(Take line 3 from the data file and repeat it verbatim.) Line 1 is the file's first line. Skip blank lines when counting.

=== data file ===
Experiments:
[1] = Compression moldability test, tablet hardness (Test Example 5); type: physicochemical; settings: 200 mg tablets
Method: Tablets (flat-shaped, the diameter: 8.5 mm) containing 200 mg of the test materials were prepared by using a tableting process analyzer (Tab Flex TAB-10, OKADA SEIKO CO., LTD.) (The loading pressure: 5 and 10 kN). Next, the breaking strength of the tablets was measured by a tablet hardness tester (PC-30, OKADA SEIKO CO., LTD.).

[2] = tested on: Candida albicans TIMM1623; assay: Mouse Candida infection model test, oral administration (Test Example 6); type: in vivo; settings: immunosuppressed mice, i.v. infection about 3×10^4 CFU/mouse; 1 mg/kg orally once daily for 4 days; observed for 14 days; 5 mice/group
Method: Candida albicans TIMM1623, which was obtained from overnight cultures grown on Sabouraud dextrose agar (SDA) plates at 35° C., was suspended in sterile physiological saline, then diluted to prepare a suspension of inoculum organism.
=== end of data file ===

Method: Tablets (flat-shaped, the diameter: 8.5 mm) containing 200 mg of the test materials were prepared by using a tableting process analyzer (Tab Flex TAB-10, OKADA SEIKO CO., LTD.) (The loading pressure: 5 and 10 kN). Next, the breaking strength of the tablets was measured by a tablet hardness tester (PC-30, OKADA SEIKO CO., LTD.).